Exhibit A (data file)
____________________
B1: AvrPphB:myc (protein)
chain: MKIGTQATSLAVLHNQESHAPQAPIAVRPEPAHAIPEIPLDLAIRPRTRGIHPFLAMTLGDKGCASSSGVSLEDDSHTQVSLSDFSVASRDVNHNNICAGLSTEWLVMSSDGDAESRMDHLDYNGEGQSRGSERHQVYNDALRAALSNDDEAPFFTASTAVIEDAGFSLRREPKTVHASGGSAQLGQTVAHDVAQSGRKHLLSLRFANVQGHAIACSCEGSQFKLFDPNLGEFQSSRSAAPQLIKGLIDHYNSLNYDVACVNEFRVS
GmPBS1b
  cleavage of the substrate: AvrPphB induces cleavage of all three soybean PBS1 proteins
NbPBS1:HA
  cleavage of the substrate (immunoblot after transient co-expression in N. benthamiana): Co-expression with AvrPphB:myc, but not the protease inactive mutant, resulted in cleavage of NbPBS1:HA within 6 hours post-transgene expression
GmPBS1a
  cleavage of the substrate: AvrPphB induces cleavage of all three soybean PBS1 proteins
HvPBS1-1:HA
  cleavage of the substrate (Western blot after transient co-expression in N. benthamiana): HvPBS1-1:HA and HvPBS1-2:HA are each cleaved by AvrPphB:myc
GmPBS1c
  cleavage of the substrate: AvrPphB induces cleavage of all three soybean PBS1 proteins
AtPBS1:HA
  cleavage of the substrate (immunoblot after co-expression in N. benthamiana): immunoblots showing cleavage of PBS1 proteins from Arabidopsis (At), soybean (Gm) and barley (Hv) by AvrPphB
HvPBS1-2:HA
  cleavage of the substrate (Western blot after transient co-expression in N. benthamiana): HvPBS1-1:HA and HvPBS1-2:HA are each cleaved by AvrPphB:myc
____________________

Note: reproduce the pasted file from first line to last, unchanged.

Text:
B1: AvrPphB:myc (protein)
chain: MKIGTQATSLAVLHNQESHAPQAPIAVRPEPAHAIPEIPLDLAIRPRTRGIHPFLAMTLGDKGCASSSGVSLEDDSHTQVSLSDFSVASRDVNHNNICAGLSTEWLVMSSDGDAESRMDHLDYNGEGQSRGSERHQVYNDALRAALSNDDEAPFFTASTAVIEDAGFSLRREPKTVHASGGSAQLGQTVAHDVAQSGRKHLLSLRFANVQGHAIACSCEGSQFKLFDPNLGEFQSSRSAAPQLIKGLIDHYNSLNYDVACVNEFRVS
GmPBS1b
  cleavage of the substrate: AvrPphB induces cleavage of all three soybean PBS1 proteins
NbPBS1:HA
  cleavage of the substrate (immunoblot after transient co-expression in N. benthamiana): Co-expression with AvrPphB:myc, but not the protease inactive mutant, resulted in cleavage of NbPBS1:HA within 6 hours post-transgene expression
GmPBS1a
  cleavage of the substrate: AvrPphB induces cleavage of all three soybean PBS1 proteins
HvPBS1-1:HA
  cleavage of the substrate (Western blot after transient co-expression in N. benthamiana): HvPBS1-1:HA and HvPBS1-2:HA are each cleaved by AvrPphB:myc
GmPBS1c
  cleavage of the substrate: AvrPphB induces cleavage of all three soybean PBS1 proteins
AtPBS1:HA
  cleavage of the substrate (immunoblot after co-expression in N. benthamiana): immunoblots showing cleavage of PBS1 proteins from Arabidopsis (At), soybean (Gm) and barley (Hv) by AvrPphB
HvPBS1-2:HA
  cleavage of the substrate (Western blot after transient co-expression in N. benthamiana): HvPBS1-1:HA and HvPBS1-2:HA are each cleaved by AvrPphB:myc